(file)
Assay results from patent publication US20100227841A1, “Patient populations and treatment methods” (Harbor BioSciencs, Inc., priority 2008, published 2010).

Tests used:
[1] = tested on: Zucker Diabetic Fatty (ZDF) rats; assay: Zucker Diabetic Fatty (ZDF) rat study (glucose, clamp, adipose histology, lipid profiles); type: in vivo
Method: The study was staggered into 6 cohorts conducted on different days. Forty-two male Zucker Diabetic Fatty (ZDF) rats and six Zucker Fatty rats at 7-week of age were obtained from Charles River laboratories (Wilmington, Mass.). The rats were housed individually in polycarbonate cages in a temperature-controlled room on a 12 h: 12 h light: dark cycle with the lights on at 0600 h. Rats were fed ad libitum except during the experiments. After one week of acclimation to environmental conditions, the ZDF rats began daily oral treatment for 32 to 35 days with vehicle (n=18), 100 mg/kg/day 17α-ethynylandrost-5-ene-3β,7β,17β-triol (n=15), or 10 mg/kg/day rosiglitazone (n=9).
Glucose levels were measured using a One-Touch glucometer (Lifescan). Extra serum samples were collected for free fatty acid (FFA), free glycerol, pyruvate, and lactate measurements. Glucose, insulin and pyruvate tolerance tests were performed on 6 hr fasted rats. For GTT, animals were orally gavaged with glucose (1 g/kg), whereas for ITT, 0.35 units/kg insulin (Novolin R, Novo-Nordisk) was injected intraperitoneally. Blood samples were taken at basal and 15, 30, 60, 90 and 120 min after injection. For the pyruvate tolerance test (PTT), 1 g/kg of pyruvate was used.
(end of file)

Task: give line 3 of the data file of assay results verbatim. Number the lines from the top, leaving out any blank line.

[1] = tested on: Zucker Diabetic Fatty (ZDF) rats; assay: Zucker Diabetic Fatty (ZDF) rat study (glucose, clamp, adipose histology, lipid profiles); type: in vivo